There are many ways we can and ought to “live and let live” in a free society such as ours. And the rights of women deserve special respect because they have so often been violated. But it would be an extremely toxic kind of lawlessness that allowed murder of any kind to remain legal.

Then there is the argument that men should not tell women what to do with their own bodies. Here it is important first to acknowledge that motherhood is a blessing and a burden that no man could fully understand or appreciate. 


Having said that, however, the essential point is that from the moment of conception, there is a new body that must be taken into consideration, that of the unborn child

Abortion poses a mortal threat to an unborn child’s body, and so it is a moral imperative that we do all we can to protect these children. And there are many millions of women who are at the forefront of the pro-life movement, so it is disingenuous to cast all pro-life people as manipulative and power-hungry men.

The final argument, at least of those that I have seen, is the one that rejects abortion except in cases of rape or when the mother’s life is in danger. 

First, it needs to be said that such cases represent only the tiniest fraction of abortion cases. Secondly, no matter how difficult the circumstances, it is never OK to perform an evil action in order to achieve a good result. You cannot murder one person in order to heal or save another. [Here I am not referring to cases when it is possible to accept that harm will befall an unborn child due to treatment given to a mother, such as would be the case in some chemotherapy treatments. Specific moral guidance is needed for such specific circumstances, but an abortion is never permitted.]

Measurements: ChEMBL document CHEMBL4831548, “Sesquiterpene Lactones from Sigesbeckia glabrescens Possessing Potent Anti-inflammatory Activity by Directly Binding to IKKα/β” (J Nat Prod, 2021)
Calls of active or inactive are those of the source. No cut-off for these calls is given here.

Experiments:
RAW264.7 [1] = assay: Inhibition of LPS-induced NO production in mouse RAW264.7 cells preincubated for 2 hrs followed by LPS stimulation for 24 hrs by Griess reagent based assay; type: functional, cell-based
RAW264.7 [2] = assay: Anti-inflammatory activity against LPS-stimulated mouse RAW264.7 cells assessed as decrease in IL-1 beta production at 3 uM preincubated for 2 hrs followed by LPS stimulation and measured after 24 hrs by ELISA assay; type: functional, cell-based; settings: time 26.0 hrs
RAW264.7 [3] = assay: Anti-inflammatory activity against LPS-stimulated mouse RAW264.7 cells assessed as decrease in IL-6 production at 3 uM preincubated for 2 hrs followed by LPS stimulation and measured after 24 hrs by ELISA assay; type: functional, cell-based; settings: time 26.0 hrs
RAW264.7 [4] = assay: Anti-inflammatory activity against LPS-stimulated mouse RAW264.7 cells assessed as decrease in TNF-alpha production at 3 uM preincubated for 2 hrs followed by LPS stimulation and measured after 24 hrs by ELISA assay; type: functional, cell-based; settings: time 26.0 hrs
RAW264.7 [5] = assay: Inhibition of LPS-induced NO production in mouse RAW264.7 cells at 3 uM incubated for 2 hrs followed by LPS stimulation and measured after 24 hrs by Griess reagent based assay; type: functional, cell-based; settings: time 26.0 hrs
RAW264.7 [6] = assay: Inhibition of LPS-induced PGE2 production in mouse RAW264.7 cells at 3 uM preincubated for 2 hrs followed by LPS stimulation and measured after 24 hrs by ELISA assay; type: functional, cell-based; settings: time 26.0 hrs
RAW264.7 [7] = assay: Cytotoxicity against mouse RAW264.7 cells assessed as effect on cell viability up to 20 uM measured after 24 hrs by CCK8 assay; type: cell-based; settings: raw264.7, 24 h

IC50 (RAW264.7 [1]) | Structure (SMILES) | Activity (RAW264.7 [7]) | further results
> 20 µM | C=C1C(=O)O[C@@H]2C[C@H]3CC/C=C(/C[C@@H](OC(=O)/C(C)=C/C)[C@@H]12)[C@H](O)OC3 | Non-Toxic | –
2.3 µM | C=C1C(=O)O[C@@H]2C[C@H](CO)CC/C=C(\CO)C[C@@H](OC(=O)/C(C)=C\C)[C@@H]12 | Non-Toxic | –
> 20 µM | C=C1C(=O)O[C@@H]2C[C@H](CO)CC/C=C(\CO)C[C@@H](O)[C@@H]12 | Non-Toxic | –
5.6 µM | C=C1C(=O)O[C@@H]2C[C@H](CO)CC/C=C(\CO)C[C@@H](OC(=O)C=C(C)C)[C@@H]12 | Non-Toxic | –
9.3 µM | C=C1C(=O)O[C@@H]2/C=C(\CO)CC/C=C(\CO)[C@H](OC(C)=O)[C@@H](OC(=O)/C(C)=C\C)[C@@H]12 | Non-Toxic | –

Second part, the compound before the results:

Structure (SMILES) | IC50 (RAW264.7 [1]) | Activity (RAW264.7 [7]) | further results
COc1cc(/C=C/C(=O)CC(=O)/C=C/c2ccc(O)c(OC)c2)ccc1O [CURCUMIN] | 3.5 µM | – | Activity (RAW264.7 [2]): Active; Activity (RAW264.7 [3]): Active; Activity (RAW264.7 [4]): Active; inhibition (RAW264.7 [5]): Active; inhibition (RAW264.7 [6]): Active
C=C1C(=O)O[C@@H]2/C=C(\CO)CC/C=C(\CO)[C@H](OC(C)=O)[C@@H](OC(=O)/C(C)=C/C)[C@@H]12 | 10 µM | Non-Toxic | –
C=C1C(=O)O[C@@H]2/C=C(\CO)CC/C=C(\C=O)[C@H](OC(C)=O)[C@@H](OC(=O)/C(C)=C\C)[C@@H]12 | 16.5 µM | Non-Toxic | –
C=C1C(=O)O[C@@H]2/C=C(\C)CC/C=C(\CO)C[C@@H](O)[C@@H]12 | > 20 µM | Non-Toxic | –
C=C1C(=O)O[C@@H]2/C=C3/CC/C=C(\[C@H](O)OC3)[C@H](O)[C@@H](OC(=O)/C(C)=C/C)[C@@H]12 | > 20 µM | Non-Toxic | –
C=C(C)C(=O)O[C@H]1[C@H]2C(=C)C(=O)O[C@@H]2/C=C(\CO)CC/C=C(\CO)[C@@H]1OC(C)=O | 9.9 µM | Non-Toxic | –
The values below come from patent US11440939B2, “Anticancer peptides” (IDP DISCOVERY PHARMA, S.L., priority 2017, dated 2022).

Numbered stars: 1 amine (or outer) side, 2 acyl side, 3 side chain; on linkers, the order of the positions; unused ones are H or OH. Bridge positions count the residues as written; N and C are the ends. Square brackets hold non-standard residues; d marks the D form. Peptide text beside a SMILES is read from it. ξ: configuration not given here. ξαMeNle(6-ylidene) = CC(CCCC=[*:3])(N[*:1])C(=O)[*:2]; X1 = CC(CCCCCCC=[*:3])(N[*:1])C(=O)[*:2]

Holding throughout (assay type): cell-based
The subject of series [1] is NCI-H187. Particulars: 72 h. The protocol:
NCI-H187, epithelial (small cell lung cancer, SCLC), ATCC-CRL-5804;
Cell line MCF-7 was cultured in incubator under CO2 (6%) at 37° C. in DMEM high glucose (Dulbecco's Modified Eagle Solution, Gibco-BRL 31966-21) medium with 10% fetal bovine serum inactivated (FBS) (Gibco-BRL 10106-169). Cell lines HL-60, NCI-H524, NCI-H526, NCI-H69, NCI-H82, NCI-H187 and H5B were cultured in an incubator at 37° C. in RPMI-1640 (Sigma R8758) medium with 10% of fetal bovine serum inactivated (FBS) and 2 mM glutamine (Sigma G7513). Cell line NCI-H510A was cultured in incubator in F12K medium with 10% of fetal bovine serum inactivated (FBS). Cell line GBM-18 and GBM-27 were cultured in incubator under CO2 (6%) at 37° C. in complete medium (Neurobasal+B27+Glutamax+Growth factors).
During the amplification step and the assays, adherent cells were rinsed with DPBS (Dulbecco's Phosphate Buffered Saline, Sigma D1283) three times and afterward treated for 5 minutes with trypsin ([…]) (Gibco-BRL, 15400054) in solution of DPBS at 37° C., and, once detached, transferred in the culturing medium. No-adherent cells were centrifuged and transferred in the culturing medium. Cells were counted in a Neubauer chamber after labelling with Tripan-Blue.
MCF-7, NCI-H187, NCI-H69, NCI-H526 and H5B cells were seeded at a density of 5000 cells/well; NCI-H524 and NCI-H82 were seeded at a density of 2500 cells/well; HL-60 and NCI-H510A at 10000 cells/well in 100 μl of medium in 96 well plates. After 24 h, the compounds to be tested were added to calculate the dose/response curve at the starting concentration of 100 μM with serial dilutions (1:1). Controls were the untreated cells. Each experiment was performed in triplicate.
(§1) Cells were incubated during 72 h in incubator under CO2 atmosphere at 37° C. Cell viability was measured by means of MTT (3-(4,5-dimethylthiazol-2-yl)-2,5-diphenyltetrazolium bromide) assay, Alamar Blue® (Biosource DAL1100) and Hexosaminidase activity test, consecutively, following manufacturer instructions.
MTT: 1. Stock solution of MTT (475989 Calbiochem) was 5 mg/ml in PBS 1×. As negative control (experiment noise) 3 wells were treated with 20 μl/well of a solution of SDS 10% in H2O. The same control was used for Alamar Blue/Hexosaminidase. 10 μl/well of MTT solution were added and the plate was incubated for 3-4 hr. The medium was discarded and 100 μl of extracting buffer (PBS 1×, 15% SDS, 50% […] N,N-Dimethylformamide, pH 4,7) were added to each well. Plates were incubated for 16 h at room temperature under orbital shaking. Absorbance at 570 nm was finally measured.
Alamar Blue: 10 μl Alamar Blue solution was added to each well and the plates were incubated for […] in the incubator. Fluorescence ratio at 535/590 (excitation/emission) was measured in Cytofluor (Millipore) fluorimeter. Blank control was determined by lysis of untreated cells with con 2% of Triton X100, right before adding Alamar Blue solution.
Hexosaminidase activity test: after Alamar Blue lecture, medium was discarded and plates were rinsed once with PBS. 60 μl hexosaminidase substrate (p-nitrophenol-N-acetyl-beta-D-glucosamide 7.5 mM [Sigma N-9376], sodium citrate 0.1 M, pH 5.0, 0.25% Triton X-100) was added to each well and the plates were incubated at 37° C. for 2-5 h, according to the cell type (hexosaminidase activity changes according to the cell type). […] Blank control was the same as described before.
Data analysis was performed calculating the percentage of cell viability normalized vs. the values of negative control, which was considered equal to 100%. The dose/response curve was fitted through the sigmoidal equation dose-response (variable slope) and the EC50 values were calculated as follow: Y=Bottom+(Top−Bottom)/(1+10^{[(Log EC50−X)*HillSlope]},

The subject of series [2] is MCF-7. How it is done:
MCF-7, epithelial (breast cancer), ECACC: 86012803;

While we firmly hold that abortion is an evil and we work for its elimination, it is also true that we must love and care for all people, including those who have promoted abortion or had an abortion themselves. For example, Rachel’s Vineyard is an excellent ministry of the Catholic Church dedicated to bring healing to those wounded by abortion. And it is our faith that God loves every person and forgives every sin confessed to Him in the sacrament of reconciliation. We are all sinners in need of God’s incredible mercy.

As we pray in the Divine Mercy Chaplet, “For the sake of His sorrowful Passion, have mercy on us and on the whole world.” May He show His great mercy to all unborn children, their parents, all politicians and medical personnel, and to all of us as we strive to proclaim the Gospel of Life.

Fr. Charles Fox is a priest of the Archdiocese of Detroit currently assigned to the theology faculty of Sacred Heart Major Seminary. He is also a weekend associate pastor at St. Therese of Lisieux Parish in Shelby Township and chaplain and a board member of St. Paul Evangelization Institute, headquartered in Warren. Another version of this article was published in Detroit Catholic on May 22, 2019.